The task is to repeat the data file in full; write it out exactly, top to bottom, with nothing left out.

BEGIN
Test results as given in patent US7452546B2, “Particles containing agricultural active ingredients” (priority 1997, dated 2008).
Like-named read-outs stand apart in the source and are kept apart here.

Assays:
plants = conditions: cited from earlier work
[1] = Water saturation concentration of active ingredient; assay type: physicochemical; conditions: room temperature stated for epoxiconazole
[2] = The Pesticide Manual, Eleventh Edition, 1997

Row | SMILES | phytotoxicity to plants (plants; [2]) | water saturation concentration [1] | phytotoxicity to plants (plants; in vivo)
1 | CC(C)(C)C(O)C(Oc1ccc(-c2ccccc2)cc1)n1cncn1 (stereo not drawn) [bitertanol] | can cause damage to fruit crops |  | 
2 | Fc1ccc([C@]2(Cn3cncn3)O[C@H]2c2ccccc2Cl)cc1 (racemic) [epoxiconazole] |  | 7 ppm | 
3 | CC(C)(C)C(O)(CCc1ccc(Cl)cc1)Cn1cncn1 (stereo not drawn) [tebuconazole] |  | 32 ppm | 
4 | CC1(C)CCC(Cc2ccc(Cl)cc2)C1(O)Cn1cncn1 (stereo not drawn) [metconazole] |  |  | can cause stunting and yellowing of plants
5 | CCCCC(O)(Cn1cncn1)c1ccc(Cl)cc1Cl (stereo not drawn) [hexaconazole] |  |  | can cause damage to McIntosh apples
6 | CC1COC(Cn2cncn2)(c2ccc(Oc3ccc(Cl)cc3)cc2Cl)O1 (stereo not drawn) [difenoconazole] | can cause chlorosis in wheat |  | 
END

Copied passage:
Test results as given in patent US7452546B2, “Particles containing agricultural active ingredients” (priority 1997, dated 2008).
Like-named read-outs stand apart in the source and are kept apart here.

Assays:
plants = conditions: cited from earlier work
[1] = Water saturation concentration of active ingredient; assay type: physicochemical; conditions: room temperature stated for epoxiconazole
[2] = The Pesticide Manual, Eleventh Edition, 1997

Row | SMILES | phytotoxicity to plants (plants; [2]) | water saturation concentration [1] | phytotoxicity to plants (plants; in vivo)
1 | CC(C)(C)C(O)C(Oc1ccc(-c2ccccc2)cc1)n1cncn1 (stereo not drawn) [bitertanol] | can cause damage to fruit crops |  | 
2 | Fc1ccc([C@]2(Cn3cncn3)O[C@H]2c2ccccc2Cl)cc1 (racemic) [epoxiconazole] |  | 7 ppm | 
3 | CC(C)(C)C(O)(CCc1ccc(Cl)cc1)Cn1cncn1 (stereo not drawn) [tebuconazole] |  | 32 ppm | 
4 | CC1(C)CCC(Cc2ccc(Cl)cc2)C1(O)Cn1cncn1 (stereo not drawn) [metconazole] |  |  | can cause stunting and yellowing of plants
5 | CCCCC(O)(Cn1cncn1)c1ccc(Cl)cc1Cl (stereo not drawn) [hexaconazole] |  |  | can cause damage to McIntosh apples
6 | CC1COC(Cn2cncn2)(c2ccc(Oc3ccc(Cl)cc3)cc2Cl)O1 (stereo not drawn) [difenoconazole] | can cause chlorosis in wheat |  | 